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Japan's lower house chief admits links with dubious religious group

Hiroyuki Hosoda. (Kyodo)

TOKYO (Kyodo) -- Japan's lower house chief admitted Thursday to having had some connection with the Unification Church, amid growing calls for him to explain his suspicious ties with the controversial religious group.

    Hiroyuki Hosoda, the speaker of the House of Representatives, said in a statement that he delivered speeches twice at ceremonies and took part in two other gatherings between 2018 and 2019, all of which were hosted by the church or affiliated groups.

    The veteran ruling Liberal Democratic Party lawmaker also said he was once interviewed for a publication linked to the organization, now formally known as the Family Federation for World Peace and Unification.

    The revelation could deal a fresh blow to the administration of Prime Minister Fumio Kishida, who heads the LDP. Opposition parties are set to grill Kishida over the issue during an extraordinary parliamentary session starting Monday.

    Hosoda, an LDP heavyweight who became speaker last November, also confirmed a Unification Church-linked group based in his constituency in Shimane Prefecture, western Japan, had expressed its intention to support him in past election campaigns.

    Members of the group were ordinary citizens and were not involved in any illegal activity.

    Kazuo Shii, head of the opposition Japanese Communist Party, criticized Hosoda and urged him to explain his ties with the group in the Diet, rather than just releasing a statement.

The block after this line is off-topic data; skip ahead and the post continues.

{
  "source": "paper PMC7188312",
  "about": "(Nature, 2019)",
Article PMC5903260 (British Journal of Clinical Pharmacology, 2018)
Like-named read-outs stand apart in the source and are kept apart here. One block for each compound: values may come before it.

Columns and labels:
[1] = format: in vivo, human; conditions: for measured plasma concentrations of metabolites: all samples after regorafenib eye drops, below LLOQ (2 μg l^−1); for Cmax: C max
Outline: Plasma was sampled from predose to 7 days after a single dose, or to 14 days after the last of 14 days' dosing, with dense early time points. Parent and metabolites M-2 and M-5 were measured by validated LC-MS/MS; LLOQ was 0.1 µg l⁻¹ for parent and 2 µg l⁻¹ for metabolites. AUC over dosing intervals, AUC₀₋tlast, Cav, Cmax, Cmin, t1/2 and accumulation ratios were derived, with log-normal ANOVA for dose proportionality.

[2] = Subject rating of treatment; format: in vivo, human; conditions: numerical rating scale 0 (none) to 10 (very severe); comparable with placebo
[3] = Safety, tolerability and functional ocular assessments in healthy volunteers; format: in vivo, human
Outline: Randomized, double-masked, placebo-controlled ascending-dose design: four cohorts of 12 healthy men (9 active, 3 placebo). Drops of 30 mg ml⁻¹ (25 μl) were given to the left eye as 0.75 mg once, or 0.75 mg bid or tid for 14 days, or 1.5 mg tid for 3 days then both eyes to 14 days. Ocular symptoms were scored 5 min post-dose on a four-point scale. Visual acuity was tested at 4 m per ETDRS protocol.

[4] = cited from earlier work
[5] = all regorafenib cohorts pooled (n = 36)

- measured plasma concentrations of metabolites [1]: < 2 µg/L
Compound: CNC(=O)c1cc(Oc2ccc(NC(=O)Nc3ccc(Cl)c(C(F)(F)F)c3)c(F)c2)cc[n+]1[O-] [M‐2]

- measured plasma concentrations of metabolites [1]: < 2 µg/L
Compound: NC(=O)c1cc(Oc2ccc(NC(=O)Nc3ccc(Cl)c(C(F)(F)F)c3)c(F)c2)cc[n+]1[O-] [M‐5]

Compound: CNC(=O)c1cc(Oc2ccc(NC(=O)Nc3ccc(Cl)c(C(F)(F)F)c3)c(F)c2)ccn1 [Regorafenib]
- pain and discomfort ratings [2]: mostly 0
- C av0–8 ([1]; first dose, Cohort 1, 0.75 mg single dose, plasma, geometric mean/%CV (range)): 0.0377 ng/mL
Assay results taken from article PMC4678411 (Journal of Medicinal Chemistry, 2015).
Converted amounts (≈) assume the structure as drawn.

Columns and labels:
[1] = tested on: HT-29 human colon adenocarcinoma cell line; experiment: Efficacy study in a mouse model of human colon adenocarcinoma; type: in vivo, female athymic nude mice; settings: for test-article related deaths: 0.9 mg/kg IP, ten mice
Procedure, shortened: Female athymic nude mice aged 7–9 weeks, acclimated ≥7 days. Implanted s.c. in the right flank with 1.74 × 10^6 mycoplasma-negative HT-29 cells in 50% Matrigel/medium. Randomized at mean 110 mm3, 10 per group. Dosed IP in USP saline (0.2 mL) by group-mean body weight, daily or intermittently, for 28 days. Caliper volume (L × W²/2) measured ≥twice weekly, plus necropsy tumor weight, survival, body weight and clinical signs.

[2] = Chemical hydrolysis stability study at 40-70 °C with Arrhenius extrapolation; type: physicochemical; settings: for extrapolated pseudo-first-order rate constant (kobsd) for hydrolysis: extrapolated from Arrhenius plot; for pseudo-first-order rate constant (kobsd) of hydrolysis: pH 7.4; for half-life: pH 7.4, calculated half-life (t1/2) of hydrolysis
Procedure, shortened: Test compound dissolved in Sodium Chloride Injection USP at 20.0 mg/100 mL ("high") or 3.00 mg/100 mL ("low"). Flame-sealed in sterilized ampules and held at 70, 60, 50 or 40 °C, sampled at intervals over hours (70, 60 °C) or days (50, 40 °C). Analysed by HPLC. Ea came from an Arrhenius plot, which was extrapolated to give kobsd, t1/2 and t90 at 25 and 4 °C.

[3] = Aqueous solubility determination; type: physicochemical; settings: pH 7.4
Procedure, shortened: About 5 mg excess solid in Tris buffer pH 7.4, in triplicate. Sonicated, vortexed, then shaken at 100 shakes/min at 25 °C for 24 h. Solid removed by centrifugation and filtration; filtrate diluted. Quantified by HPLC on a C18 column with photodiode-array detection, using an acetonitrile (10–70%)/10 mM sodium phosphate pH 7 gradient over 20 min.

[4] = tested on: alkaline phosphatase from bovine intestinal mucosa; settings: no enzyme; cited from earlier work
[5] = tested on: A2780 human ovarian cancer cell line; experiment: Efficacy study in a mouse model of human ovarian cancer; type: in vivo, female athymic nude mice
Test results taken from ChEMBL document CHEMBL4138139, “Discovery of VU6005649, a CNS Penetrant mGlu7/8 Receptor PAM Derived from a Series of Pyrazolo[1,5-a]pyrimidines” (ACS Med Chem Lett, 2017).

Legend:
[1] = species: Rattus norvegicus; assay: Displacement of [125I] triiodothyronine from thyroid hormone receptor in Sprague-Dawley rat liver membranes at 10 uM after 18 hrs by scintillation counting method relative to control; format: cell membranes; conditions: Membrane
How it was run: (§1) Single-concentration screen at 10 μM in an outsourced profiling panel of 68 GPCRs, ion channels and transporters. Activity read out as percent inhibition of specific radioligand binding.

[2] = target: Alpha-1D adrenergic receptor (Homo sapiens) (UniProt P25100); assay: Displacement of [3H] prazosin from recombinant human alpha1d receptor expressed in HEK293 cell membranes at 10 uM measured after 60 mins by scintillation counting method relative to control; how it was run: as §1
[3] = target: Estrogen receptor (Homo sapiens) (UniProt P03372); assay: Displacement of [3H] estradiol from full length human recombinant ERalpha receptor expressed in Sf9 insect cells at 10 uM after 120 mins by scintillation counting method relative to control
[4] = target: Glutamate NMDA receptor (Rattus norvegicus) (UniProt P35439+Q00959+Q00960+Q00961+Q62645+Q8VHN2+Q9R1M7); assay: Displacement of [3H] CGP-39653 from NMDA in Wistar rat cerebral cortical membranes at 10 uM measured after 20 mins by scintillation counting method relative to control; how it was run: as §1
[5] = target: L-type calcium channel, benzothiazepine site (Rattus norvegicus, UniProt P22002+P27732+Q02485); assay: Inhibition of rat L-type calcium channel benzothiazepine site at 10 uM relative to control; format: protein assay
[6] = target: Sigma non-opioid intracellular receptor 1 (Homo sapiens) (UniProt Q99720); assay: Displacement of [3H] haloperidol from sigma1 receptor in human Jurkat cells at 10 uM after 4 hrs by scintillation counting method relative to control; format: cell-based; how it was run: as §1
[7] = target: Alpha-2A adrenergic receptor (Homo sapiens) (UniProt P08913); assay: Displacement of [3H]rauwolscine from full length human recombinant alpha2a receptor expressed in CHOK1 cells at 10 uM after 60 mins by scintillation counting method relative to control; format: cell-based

"If he cannot do that, he should immediately step down" as lower house speaker, Shii told reporters.

    Hosoda's announcement came amid mounting concern that the religious group, established by a staunch anti-communist in South Korea in 1954, may have sought to exert political influence by deepening ties with ruling party lawmakers.

    The organization, often labeled a cult, has come under scrutiny since former Prime Minister Shinzo Abe was fatally shot during an election campaign speech in July.

    Abe's attacker has been quoted by investigative sources as saying he harbored a grudge as his mother's substantial donations to the Unification Church had ruined his family's finances and Abe was targeted due to alleged links to the group.

    In 2021, Abe appeared in a video message aired at an event held by an organization affiliated with the church.

    The LDP has pledged to sever relations with the Unification Church and the results of an internal investigation, released earlier this month, showed around half of the ruling party's lawmakers had some connection with the organization.

    Although Hosoda was suspected of having ties with the Unification Church, the LDP excluded the chiefs of both chambers of the Diet from the probe, claiming they were effectively separate from the party due to their parliamentary roles.

    Meanwhile, another LDP lawmaker exempted from the investigation, Hidehisa Otsuji, the president of the House of Councillors, said in a separate statement that he had no relationship with the Unification Church.

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